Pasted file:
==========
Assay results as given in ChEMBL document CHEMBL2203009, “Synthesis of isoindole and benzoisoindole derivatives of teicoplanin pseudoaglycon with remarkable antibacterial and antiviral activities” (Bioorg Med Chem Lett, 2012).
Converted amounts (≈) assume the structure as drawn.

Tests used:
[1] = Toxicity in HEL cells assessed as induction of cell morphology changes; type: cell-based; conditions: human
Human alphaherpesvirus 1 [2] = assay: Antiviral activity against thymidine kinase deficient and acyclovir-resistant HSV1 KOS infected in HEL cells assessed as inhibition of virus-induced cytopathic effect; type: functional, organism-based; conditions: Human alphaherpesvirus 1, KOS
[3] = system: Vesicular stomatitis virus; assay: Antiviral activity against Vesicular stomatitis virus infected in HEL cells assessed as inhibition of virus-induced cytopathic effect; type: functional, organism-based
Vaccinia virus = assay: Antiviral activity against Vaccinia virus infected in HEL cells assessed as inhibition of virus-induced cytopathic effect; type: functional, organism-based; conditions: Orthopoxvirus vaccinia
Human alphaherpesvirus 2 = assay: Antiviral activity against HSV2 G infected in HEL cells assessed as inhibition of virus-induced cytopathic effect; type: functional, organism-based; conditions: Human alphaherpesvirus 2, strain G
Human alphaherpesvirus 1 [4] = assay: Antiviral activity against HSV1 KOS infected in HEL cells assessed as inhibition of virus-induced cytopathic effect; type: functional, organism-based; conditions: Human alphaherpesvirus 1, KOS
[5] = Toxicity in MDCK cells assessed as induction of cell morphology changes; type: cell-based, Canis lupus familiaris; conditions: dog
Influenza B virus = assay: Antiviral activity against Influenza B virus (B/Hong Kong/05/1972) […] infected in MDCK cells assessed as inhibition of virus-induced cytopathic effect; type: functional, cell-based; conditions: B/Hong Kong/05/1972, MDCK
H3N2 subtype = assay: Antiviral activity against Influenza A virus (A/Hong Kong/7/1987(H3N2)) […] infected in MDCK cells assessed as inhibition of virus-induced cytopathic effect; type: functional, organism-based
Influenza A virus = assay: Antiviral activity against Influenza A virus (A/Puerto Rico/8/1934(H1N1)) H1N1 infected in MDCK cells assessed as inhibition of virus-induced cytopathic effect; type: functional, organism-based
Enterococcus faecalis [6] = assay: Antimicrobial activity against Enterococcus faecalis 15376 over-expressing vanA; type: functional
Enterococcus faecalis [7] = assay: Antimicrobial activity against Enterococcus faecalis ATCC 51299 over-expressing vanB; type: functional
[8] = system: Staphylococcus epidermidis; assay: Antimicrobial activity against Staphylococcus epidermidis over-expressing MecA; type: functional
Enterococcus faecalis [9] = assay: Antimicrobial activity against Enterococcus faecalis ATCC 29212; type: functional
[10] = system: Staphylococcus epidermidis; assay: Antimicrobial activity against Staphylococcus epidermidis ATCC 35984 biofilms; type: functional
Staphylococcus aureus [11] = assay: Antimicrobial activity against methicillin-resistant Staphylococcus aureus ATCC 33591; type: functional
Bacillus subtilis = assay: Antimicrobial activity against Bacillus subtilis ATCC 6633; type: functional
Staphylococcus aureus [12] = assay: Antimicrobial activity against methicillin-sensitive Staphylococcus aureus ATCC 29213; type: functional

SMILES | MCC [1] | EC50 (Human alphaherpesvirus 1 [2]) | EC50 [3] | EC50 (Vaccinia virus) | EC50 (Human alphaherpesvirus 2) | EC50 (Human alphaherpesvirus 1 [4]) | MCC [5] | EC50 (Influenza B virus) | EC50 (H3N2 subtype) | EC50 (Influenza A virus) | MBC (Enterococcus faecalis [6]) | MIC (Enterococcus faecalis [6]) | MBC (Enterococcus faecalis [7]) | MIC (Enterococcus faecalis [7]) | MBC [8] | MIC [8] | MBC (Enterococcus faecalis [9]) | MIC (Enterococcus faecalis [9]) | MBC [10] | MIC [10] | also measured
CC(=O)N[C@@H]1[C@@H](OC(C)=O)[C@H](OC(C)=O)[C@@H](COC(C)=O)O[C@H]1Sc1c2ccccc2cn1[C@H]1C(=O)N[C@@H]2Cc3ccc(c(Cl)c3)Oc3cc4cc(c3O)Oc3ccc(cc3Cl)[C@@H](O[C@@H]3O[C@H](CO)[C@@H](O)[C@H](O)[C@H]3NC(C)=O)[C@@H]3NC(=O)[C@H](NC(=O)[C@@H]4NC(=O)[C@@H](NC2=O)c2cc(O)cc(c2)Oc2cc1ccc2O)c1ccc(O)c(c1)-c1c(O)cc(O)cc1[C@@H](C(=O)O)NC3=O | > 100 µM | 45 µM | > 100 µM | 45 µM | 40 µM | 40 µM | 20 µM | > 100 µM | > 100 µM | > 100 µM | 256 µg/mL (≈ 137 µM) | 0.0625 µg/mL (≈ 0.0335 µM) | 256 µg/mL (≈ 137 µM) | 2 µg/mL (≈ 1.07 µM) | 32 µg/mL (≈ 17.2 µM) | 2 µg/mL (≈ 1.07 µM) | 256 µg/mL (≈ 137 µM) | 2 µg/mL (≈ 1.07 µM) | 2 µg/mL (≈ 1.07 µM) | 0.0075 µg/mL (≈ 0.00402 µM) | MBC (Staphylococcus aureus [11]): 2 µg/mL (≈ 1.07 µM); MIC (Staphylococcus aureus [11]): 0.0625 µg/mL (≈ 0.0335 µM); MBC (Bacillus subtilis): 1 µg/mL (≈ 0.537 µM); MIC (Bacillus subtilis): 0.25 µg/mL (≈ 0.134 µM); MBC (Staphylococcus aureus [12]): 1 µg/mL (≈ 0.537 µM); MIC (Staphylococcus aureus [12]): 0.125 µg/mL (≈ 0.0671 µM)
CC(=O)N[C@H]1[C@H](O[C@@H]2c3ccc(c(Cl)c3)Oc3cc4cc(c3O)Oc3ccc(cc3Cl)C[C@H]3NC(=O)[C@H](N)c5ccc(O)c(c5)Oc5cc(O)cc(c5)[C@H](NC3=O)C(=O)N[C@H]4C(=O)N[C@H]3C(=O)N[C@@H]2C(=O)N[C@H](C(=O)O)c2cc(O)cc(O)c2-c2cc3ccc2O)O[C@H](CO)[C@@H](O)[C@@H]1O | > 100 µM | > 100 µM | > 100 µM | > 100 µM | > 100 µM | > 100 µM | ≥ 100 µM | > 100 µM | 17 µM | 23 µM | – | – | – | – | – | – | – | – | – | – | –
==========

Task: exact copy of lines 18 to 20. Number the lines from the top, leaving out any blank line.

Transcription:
[10] = system: Staphylococcus epidermidis; assay: Antimicrobial activity against Staphylococcus epidermidis ATCC 35984 biofilms; type: functional
Staphylococcus aureus [11] = assay: Antimicrobial activity against methicillin-resistant Staphylococcus aureus ATCC 33591; type: functional
Bacillus subtilis = assay: Antimicrobial activity against Bacillus subtilis ATCC 6633; type: functional